Johannesburg - The international wildlife charity Born Free on Monday pleaded with the public to take action after shocking statistics revealed that almost 300 000 trophies from threatened wild animals were exported around the world over the past decade.
This comes a day before the fourth anniversary of Cecil the lion's death after he was wounded with a bow and arrow by American dentist and trophy hunter Walter Palmer, and only killed several hours later.
It was a moment that caused a worldwide public outcry, bringing the brutal practice of trophy hunting to the fore.
Trophy and canned hunting involve killing animals for pleasure, often times in a closed space, in order to display part or all of their bodies as trophies.
Hunters pay to hunt animals and after slaying them will display their trophies, which is usually horns, antlers, hides or heads.
"Trophy hunters value rarity, and the rarer the animal, the more they are willing to pay," Born Free said
"Hunting fees for bushpigs or antelope may cost a few hundred dollars; a hunting safari which includes an elephant or lion will set you back tens of thousands; and in January 2014, a wealthy American reportedly bid $350 000 for a permit to hunt and kill a critically endangered black rhino in Namibia."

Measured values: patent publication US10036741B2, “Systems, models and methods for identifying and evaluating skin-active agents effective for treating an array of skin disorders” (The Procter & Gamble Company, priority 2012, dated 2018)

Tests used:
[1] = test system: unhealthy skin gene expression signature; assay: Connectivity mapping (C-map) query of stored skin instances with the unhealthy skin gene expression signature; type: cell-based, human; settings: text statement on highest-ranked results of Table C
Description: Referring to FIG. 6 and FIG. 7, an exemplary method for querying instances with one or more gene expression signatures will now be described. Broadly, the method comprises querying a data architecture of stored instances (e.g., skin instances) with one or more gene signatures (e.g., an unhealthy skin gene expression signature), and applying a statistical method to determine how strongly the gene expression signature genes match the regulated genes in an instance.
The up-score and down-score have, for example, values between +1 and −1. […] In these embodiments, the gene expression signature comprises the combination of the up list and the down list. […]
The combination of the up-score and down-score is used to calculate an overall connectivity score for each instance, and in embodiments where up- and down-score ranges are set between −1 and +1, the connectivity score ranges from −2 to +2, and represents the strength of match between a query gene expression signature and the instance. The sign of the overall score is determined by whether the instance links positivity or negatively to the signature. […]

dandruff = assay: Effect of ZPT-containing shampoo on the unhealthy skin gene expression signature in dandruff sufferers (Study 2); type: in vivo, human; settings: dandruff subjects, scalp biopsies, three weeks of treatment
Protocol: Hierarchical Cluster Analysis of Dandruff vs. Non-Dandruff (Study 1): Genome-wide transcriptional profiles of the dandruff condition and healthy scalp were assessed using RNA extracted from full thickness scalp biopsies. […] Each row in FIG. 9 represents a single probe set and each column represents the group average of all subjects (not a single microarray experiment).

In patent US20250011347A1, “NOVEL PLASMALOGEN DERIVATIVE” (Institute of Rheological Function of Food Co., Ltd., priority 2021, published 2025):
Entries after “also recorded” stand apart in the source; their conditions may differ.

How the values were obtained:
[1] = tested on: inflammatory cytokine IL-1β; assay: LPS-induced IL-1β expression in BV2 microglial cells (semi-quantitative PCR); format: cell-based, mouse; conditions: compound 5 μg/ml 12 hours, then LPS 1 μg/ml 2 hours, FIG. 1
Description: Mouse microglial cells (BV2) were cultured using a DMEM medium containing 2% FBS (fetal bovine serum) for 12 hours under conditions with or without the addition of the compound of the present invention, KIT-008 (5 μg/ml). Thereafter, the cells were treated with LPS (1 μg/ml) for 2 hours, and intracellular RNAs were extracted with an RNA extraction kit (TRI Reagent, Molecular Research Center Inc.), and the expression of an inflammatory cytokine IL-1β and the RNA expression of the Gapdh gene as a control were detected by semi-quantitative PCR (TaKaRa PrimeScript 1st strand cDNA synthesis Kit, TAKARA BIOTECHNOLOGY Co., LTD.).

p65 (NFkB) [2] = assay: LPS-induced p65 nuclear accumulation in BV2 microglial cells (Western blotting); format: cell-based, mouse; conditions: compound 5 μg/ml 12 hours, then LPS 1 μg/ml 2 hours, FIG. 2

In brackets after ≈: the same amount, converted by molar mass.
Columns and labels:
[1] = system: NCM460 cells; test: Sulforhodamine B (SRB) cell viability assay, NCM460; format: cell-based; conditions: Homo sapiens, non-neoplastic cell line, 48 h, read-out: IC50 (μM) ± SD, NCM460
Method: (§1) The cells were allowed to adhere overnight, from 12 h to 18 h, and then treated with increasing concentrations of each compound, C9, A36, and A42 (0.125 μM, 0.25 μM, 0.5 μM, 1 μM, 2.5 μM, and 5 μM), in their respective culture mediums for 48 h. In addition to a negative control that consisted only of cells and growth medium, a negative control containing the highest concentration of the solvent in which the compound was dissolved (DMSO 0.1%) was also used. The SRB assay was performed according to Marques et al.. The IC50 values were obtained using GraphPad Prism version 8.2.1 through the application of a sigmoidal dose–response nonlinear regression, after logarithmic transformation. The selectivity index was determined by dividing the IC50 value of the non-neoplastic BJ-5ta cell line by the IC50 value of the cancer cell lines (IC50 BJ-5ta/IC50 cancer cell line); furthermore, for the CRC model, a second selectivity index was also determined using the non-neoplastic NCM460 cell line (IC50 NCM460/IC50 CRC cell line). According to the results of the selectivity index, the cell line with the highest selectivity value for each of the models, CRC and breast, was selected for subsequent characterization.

While trophy hunters target free-living wild animals, canned hunters target captive-bred animals, specifically lions and other predators in South Africa, in a confined area from which they cannot escape.
Among the trophies exported in the last 10 years, were nearly 40 000 trophy items from African elephants, over 8 000 from leopards, and 14 000 from African lions.
The wildlife charity said these shocking figures are made more gruesome as there are only an estimated 400 000 elephants and perhaps as few as 20 000 lions left in the wild.
However, although not documented, Born Free says leopard populations are decreasing and they are vulnerable to extinction.
"Animals belong in the wild, not on a wall – and we want a future where no animal suffers the agonising death inflicted upon Cecil the lion," Born Free CEO, Howard Jones said.
"We campaign tirelessly to end the practice, working with airlines, travel and shipping companies to ban the transportation of trophies, whilst putting pressure on the UK and other governments to introduce a ban on the import of hunting trophies."
Jones said public support was needed more than ever.
"Simply helping us raise awareness of this barbaric sport on social media or sharing the truth with friends.
" Born Free is determined to end trophy and canned hunting for good," Jones said
African News Agency (ANA)